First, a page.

(466a) A Framework for Assessing the Biocomplexity of Sustainable Material Use
With the rapidly growing level of the degradation of our natural capitals, there are strong needs for analyzing the biocomplexity of our current systems in economic, social, and environmental aspects. Biocomplexity is the dynamic web of often surprising interrelationship that arises when components of various disciplines interact in multiple temporal, spatial scales. There are various modeling techniques available for the analysis of engineering, environmental, and economic systems however most of the methodologies usually ignore the multiscale aspect of different disciplines and the importance of the synthesis of each methodology. The goal of this research is to develop a systematic framework for assessing the biocomplexity of material use and modeling the lifecycle of industrial material in multiple aspects in order to utilize the framework for improving decision making in various disciplines. Special emphasis will be placed on the importance of the multiscale modeling of the complex systems by comparing the result of single scale modeling. And the broader implication of the expanding the system boundary of the study to the ecosystem goods and services will be discussed.
A framework is developed for the integration of the different scales of modeling scheme in the context of economic input-output (IO) modeling and engineering optimization problem in order to provide a broader implication of the life cycle aspect of our current industrial system. The major benefit of input-output analysis is that it provides a snap-shot of an economy at specific period with readily available empirical data and many researchers still rely on the monetary transaction. However, such a procedure may introduce inconsistencies in the resultant accounting of physical consumption of commodities, necessitating adjustments in the procedure to insure reasonable results. Physical accounts become more important in the study of the biocomplexity of material use and there are strong needs for enhancing the current states of the physical accounting in the IO context. In addition, fuller incorporation of the demand side is vital for analyzing alternative scenarios such as the interaction of consumer behavior, commodity price, and technology alternatives. The proposed framework use both physical and monetary input output tables in every step of modeling process to provide the insight of the significant difference of using both accountings. Leontief price model and cost-push system (Dietzenbacher 1997) are used to capture the change of the price caused by the certain shock (such as carbon tax) in the economy (coarser scale). Ghosh model (Miller and Blair 1985) has been used to balance out the monetary and physical change at the short period time after the disturbance to the system. And then engineering (finer scale) optimization problem should be solved to cope with the price change of resource inputs to the industry production process. In the little longer period time, change of price of industry production (outputs) will affect the consumer behavior in purchasing the necessary goods and services. Therefore, the concept of the price elasticity of demand is integrated in the input-output framework to capture the amount of the physical demand change accrued by the commodity price change. Finally, Leontief physical model and demand-pull system (Wei, et al. 1979; Leontief 1986) is used to capture the total amount of change in production (outputs) of each sector after consumer demand change. Different environmental policy scenarios are tested for the analysis of different level of the economy wide pollution reduction and the enhancement of the use of natural capital as a raw material for the engineering process is analyzed through the proposed framework.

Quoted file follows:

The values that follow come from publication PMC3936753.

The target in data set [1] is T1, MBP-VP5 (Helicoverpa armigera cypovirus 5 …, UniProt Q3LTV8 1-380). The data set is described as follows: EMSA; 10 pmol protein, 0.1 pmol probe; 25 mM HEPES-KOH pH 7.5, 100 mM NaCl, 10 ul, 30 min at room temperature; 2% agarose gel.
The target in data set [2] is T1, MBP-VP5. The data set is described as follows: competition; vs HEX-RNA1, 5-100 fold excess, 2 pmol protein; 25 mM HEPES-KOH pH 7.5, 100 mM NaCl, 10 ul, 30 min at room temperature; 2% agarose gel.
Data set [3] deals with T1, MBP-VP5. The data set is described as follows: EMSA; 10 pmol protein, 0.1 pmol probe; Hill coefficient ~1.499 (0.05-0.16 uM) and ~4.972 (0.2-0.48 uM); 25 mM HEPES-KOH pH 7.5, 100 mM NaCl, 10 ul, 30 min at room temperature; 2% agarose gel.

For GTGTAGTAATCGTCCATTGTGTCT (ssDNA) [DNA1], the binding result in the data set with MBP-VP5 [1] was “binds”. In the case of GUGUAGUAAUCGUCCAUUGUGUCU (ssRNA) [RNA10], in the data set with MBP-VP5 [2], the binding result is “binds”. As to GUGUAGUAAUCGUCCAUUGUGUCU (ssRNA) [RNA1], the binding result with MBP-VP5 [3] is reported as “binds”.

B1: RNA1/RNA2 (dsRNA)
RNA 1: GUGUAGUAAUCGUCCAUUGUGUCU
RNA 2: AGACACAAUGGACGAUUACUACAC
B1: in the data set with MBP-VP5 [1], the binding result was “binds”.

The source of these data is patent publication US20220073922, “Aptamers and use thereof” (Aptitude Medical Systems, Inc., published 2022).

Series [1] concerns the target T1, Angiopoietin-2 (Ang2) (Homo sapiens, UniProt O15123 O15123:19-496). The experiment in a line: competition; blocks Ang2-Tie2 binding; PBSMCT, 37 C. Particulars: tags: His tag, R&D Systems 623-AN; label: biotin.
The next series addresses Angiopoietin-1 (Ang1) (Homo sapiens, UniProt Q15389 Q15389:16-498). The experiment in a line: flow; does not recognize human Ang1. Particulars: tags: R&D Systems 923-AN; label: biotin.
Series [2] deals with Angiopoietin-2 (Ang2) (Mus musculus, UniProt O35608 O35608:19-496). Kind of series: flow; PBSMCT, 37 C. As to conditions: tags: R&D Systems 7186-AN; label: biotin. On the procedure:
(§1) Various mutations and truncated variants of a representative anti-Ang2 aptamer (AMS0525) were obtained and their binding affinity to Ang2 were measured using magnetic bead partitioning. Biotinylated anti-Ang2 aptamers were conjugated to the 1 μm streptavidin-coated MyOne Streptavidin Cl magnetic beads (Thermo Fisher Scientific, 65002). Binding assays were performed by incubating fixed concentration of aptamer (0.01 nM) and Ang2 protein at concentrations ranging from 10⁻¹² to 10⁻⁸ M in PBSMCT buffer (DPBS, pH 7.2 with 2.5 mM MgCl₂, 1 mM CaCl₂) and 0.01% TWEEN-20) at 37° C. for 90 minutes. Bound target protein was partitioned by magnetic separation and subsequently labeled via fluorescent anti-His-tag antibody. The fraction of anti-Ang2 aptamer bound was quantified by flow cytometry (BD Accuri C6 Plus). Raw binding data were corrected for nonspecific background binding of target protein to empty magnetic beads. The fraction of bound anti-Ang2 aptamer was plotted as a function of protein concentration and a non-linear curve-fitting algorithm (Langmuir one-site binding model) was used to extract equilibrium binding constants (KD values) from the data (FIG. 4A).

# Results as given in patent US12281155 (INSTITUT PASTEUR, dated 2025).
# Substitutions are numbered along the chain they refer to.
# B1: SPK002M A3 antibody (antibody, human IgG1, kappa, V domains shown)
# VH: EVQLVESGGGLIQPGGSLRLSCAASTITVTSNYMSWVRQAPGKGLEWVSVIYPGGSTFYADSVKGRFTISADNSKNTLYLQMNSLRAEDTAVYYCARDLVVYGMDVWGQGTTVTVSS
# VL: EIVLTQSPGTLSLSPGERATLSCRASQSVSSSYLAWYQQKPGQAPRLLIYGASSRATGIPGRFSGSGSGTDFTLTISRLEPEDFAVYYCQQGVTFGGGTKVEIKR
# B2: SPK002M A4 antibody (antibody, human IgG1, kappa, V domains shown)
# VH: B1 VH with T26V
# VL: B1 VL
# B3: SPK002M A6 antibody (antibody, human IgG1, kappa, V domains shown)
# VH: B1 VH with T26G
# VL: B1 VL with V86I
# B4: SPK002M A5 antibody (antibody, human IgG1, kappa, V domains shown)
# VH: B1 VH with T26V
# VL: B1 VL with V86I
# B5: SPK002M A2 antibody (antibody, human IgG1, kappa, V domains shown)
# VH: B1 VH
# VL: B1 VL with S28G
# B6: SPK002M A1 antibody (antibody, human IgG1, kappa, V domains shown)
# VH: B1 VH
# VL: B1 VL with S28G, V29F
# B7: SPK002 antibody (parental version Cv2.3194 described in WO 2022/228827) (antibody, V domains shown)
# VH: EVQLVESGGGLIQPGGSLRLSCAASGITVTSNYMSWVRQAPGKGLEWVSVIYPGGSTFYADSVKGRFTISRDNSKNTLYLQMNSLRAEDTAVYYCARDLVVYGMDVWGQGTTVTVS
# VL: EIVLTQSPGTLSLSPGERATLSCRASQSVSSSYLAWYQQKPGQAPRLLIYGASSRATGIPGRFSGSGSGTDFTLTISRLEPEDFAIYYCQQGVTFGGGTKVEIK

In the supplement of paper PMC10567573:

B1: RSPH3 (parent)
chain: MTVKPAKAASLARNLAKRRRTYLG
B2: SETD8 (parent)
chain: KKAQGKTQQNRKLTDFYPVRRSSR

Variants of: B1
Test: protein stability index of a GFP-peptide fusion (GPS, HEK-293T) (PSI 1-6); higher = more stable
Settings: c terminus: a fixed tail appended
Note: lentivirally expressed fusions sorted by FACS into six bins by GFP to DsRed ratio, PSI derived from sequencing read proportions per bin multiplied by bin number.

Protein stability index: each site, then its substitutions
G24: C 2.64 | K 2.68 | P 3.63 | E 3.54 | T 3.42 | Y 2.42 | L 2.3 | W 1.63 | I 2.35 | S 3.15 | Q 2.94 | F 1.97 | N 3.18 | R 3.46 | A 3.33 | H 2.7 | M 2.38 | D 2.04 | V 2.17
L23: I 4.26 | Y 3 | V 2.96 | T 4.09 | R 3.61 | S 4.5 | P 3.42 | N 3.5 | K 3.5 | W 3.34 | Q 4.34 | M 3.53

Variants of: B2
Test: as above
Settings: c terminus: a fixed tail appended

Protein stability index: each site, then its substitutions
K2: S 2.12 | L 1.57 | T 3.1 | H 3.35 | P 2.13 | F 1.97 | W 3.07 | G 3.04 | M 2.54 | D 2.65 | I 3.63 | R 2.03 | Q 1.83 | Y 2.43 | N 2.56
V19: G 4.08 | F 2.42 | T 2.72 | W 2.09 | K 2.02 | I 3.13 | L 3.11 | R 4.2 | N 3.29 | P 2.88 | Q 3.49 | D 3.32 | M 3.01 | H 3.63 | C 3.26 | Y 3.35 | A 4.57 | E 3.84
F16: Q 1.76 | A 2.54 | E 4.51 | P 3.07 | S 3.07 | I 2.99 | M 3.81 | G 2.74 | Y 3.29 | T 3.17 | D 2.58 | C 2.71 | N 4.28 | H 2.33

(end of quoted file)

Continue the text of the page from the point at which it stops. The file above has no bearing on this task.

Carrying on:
As a case study, the effect of carbon tax will be illustrated in the economic, environmental, and social aspect of the use of material in the electricity generation process. Different level of disaggregated level electricity generation sectors are embedded to the readily available detailed level of economic transaction data from the U.S. Bureau of Economic Analysis. As the period of projection gets longer, the consideration of the changes in production technology and consumer demand have to be incorporated. Therefore, we analyze both short-run and long-run effect of economic, ecological disruption to the current system in the IO framework. The short-run impact analysis is employed when the exogenous changes occur in the short term or the changes occur because of the actions of only a small number of agents. While the long-run forecasting is used when longer-term and broader changes are examined.
 Dietzenbacher, E. (1997). "In Vindication of the Ghosh Model: A Reinterpretation as a Price Model." Journal of Regional Science 37(4): 629.
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 Miller, R. E. and P. D. Blair (1985). Input-Output Analysis: Foundations and Extensions. NJ, Prentice-Hall.
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